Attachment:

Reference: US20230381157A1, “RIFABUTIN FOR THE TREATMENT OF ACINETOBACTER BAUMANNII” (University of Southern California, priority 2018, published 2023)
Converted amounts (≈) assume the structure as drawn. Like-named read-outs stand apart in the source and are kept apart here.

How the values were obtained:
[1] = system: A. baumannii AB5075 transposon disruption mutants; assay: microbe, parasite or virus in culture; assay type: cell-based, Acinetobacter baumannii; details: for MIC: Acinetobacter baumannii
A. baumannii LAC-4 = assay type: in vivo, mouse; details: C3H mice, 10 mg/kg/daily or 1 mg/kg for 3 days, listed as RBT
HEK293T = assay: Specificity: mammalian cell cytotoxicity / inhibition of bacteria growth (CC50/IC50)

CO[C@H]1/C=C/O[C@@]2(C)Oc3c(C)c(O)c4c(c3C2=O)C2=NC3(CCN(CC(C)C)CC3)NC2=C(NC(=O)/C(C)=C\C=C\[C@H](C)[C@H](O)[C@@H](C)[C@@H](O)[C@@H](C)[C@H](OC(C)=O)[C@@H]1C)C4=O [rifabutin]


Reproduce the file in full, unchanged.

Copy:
Reference: US20230381157A1, “RIFABUTIN FOR THE TREATMENT OF ACINETOBACTER BAUMANNII” (University of Southern California, priority 2018, published 2023)
Converted amounts (≈) assume the structure as drawn. Like-named read-outs stand apart in the source and are kept apart here.

How the values were obtained:
[1] = system: A. baumannii AB5075 transposon disruption mutants; assay: microbe, parasite or virus in culture; assay type: cell-based, Acinetobacter baumannii; details: for MIC: Acinetobacter baumannii
A. baumannii LAC-4 = assay type: in vivo, mouse; details: C3H mice, 10 mg/kg/daily or 1 mg/kg for 3 days, listed as RBT
HEK293T = assay: Specificity: mammalian cell cytotoxicity / inhibition of bacteria growth (CC50/IC50)

CO[C@H]1/C=C/O[C@@]2(C)Oc3c(C)c(O)c4c(c3C2=O)C2=NC3(CCN(CC(C)C)CC3)NC2=C(NC(=O)/C(C)=C\C=C\[C@H](C)[C@H](O)[C@@H](C)[C@@H](O)[C@@H](C)[C@H](OC(C)=O)[C@@H]1C)C4=O [rifabutin]